Iceland dangerous s proposal on Single Projects Iceland one by epmd


Iceland’ dangerous
proposal on Single

Iceland, one of the world’ richest countries, is seeking special rules that would allow it massive
increase in GHG emissions. Iceland’ proposal on single projects should be withdrawn, and
Iceland should play its full part within the Kyoto Protocol.

At COP 4 in Buenos Aires in November 1998 Iceland submitted a proposal on single
projects which says

         “… process emissions from a single project, which comes into operation after 1990
         and adds in the first commitment period more than five percent to the total
         greenhouse gases of a Party listed in Annex B to the Protocol shall be reported
         separately and not included in the national totals to the extent that they would cause
         a Party to exceed its assigned amount, provided that global emissions of the Party
         were less than 0.05% of total Annex 1 emissions in 1990; renewable energy is used
         resulting in a reduction in emissions per unit of production; and best available
         practice is used to minimize process emissions.”1

At COP 5 the Icelandic proposal was deferred to COP 6 in the Hague.

Iceland’ proposal is based on the following Decision 1/CP.3 (d) of the Kyoto

         “Consideration or if, and as, appropriate, action on suitable methodologies to
         address the situation of Parties listed in Annex B to the Protocol for which single
         projects would have significant proportional impact on emissions in the commitment

According to information provided last year by the Icelandic delegation2, the single
project proposal will lead to an increase in emissions from Iceland by as much as
67.4% from 1990 levels in 2010, based only on present project proposals. This is on
top of the 10% increase in GHG emissions granted to Iceland in the Kyoto Protocol.

In 1995 the government of Iceland decided that “… obligations to limit emissions of
greenhouse gases should not prevent new energy-intensive industrial development
[i.e. single projects] in the country, which would take advantage of the country’s

  Single projects refer to aluminium smelters, ferrosilicon plants, magnesium plants and other energy
intensive industries.
clean energy sources. … ”3 Already, the government of Iceland has granted operation
licences to projects which will lead to an increase by 45.5% from 1990, whereas
without the single projects Iceland’ emissions will have increased by 12.3% by 2010.
It appears that Iceland is making excessive use of Decision 1/CP.3 of the Kyoto
Protocol in order to vastly increase emissions from single projects or energy intensive

To illustrate, this proposal would cover a new aluminium smelter, which was
proposed in 1997. With a production capacity of 360 thousand tonnes a year, it would
increase emissions from Iceland by some 22%. The smelter is to be built in eastern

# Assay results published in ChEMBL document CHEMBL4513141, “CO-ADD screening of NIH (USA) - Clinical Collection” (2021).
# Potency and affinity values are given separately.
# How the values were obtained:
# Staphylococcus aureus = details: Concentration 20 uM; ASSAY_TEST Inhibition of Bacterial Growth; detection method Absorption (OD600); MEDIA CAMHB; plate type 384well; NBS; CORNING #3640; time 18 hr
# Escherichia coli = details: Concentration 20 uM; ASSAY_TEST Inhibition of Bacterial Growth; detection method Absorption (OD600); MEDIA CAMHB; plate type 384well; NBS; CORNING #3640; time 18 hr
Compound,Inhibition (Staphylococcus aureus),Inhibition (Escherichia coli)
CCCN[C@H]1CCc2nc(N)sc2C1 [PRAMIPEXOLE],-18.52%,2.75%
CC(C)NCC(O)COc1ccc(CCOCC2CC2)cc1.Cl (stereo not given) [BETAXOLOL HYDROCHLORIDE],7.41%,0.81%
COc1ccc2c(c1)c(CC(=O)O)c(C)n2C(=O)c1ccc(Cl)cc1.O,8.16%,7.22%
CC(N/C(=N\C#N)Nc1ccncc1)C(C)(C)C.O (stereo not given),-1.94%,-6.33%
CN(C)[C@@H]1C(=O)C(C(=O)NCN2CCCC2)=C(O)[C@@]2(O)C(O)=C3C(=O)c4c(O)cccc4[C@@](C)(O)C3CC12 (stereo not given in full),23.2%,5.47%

Iceland by the Norwegian multi national Norsk Hydro, which ironically has
committed itself to reducing CO2 emissions from its activities.

A government-commissioned report, published in April 1999, concluded that even
including these single projects currently in operation, Iceland could meet the
obligations set by the Kyoto Protocol without excessive burden on the Icelandic
economy. Furthermore, the committee concluded that if emissions do increase
dramatically Iceland had two options: stay outside the Kyoto Protocol or accede to the
Protocol and secure emission licences by purchasing emission quotas or by joint
implementation. Furthermore, Iceland has large potential for domestic sinks and land
use changes.

CNE/CAN calls on Parties to reject Iceland’ proposal. Iceland is one of the richest
countries in the world, with great renewable energy potential and other options for
compliance with Kyoto. Multinationals like Norsk Hydro should take part in
greenhouse gas abatements in Iceland rather than play role of a free rider, as would be
the case if Iceland’ proposal is adopted. Arguments that energy intensive industry
such as aluminium smelters are better placed in Iceland than elsewhere because they
will be driven by clean energy may have some validity, but it does not mean that
emissions should not be accounted and paid for.

Increase in Emissions from Iceland due to Single Projects
                                                            Annual Production (thousand tonnes)   Year
1. Enlargement of an aluminium smelter                      162                                    1998
                                                            200                                    ?
2. Enlargement of a ferrosilicon plant                      115                                    2000
                                                            190                                    ?
3. New aluminium smelter under construction                 60                                     1999
                                                            90                                     2001
                                                            180                                      ?
4. A new aluminium smelter (Norsk Hydro)                    240                                    2007
under negotiation (decision due February 1st                360                                    2008
2022.                                                       480                                      ?
5. Possible magnesium plant                                 50                                       ?4

See for more information on the
Icelandic proposal. See for CNE positions on Kyoto Protocol issues.

    Iceland 2nd Status Report to UNFCCC.
    This project is in the feasibility study stage. No dates can be given at this point.

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